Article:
The engine fires into life without any sort of hesitancy. The engine itself is a tidy little chain-driven power unit. It doesn't suffer with the rattly chains that modern chain-driven DOHC engines seem too, it could be belt driven by sound. The engine is extremely compact, and the whole transaxle is neatly packaged under the bonnet, with a frightening amount of fresh air around it. I can not think of any other car I've worked with that has quite an easy to access engine. It's staggering, I think you could actually stand in the engine bay and work on the engine.
The engine is quiet, refined and reasonably economical (about 35mpg on average,) which considering the Primera is a fairly weighty car to lug around on a "little" 1.6 engine. It does seem a little torque-shy, but this could be an accusation fairly levelled at many small 16v petrol units. This is no hamster and wheel though, the Primera never feels genuinely underpowered. It's not going to make you smile like "loon" everytime you push your foot to the floor, but for general day-to-day mixed speed driving it's perfectly acceptable. Having had the misfortune of driving 1.6 petrol Vectras and Mondeos, the Primera certainly is ahead of the game.
My first drive of the Primera; with my brother in the passenger seat: **Cue dreamy flashback sequence**
"Doesn't pull that badly actually....." "Thow it into that corner" "Eh?" "Trust me......" "Okay, erm..... hang on, Oh my...."
You see, Nissan missed a trick when they marketed this car, it handles well.
That's not "handles well for the size" or "handles well for a Japanese hatchback."
It handles well. Full stop.
The car may look like it has taken early retirement from a glitteringly benign career in insruance, to while away it's remaining days at whist drives and "pottering around the house" it has one trick up its precision engineered sleeve. It'd be like finding out the aforementioned retiree also did kick-boxing tournaments at the weekends.....
Nissan saw fit to develop a highly complex multi-link suspension system (a lá Alfa Romeo) for the Primera, did it pay dividends in sales? Probably not. However for those who know this cars secret it does turn a mediocre cheap Japanese hatchback into a real drivers car. Those who own them a like a select little club, of people who outwardly appear to drive dull, Japanese hatchbacks but secretly have a passion for tearing after tiny little hatches in the twisty stuff. The rear of the car stays firmly planted whatever you try and do with it, and amazingly for a front-driver the handling remains neutral whatever you try and throw at it, and trust me, you will. The suspension system is also highly reliable. (Not like an Alfa Romeo.)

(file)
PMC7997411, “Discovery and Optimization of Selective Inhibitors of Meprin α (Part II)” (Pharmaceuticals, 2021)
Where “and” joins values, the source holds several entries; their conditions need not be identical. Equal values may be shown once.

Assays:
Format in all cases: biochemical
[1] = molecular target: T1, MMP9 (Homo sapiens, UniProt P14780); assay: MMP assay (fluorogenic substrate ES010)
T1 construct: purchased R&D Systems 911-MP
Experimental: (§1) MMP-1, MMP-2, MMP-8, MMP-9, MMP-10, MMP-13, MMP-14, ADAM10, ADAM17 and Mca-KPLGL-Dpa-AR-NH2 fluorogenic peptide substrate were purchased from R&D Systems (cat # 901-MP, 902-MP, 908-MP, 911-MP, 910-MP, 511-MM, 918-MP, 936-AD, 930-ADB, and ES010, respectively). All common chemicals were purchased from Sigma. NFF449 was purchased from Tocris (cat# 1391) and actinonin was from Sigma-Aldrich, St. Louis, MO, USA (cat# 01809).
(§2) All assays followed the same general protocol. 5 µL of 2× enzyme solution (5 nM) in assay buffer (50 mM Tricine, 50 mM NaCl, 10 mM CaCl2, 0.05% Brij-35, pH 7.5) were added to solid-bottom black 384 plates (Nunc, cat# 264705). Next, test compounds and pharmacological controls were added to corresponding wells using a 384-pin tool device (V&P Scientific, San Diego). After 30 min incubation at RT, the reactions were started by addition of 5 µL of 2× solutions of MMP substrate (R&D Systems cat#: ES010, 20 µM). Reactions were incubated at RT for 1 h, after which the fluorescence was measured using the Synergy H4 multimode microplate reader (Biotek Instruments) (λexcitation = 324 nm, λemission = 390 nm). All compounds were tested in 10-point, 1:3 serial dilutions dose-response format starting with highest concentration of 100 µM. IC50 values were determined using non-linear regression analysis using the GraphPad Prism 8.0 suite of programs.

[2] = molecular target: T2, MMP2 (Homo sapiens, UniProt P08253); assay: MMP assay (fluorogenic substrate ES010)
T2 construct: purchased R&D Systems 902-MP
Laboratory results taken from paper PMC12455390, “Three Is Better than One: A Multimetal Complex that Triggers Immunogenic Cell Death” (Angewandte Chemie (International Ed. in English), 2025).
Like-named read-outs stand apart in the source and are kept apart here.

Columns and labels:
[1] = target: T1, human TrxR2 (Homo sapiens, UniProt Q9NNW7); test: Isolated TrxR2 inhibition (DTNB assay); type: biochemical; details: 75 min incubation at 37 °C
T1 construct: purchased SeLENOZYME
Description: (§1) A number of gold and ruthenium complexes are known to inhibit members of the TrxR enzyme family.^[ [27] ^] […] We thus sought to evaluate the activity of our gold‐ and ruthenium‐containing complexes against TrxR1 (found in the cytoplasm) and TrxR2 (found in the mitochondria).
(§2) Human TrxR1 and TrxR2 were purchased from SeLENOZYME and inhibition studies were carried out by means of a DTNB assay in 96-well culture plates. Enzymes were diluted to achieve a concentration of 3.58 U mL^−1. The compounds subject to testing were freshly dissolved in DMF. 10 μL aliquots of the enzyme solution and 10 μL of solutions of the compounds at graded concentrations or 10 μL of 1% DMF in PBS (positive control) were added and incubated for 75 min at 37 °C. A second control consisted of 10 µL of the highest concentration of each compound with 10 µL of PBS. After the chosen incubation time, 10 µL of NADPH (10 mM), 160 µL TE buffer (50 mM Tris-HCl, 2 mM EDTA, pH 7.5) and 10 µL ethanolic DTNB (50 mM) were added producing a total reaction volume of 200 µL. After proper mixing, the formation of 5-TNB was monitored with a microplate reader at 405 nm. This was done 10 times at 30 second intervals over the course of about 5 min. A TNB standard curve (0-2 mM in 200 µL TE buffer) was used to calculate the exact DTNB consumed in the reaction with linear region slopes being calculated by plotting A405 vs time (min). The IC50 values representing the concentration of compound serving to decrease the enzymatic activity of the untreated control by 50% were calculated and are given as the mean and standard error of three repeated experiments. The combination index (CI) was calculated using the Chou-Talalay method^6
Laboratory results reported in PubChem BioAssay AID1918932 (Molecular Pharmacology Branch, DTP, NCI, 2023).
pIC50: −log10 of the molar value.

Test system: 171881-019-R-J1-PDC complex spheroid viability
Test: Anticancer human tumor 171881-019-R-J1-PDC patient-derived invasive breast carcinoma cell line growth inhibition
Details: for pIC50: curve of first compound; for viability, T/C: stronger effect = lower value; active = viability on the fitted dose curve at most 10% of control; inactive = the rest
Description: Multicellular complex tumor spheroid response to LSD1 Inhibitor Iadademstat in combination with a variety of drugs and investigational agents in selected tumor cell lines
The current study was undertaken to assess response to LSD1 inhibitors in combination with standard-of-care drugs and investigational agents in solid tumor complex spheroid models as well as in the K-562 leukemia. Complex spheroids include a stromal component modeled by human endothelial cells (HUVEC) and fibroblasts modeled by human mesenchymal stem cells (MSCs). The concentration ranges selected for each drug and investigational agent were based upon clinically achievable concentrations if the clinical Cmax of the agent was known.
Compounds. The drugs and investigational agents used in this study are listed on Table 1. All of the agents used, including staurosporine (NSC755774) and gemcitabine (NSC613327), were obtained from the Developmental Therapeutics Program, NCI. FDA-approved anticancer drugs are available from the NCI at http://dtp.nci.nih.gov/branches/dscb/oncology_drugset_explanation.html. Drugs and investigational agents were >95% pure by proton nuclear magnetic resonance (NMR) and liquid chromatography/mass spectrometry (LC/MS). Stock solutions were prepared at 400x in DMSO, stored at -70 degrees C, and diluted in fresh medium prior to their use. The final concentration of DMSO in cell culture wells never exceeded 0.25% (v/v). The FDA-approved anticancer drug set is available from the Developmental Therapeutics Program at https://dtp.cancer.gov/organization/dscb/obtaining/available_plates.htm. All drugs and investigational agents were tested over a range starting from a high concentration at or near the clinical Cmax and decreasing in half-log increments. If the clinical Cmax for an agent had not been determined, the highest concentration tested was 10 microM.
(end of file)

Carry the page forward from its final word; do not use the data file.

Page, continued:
The driving position is good, the seats are very supportive and pedal spacing is correct by my feet. It's an unfathomably dull place to have to sit, grey Japanese grade plastic will reflect at you whichever direction you look. The middle pedal does it's job rather effectively considering the age and class of the vehicle, and compared to Mondeo's and Vectra's once again is ahead of the game. ABS was pretty much standard across all P11 models, which is something to feel good about, should you have a "brown trouser moment" proving to your mates it doesn't handle badly at all.
Service parts are around average price, everything is in the realms of a DIY'er and there are no nasty suprises lurking mechanically. Servicing the car is childsplay and the sheer amount of room under the bonnet makes it a pleasure to work on, not that you'll need to in fairness.
Insurance is a fairly painless affair, and Nissan fitted NATS (Nissan Anti-Theft System) which like most modern cars is a key-chip imobiliser system. It's entirely passive, but cuts downt the risk of the car being stolen astronomically.
So, there we have it, dull, but with a glint in its eye!
I hope you enjoy reading my little reviews as much as I enjoy writing them, (which is a lot,) I'd love you to check out my other reviews if you like my writing style!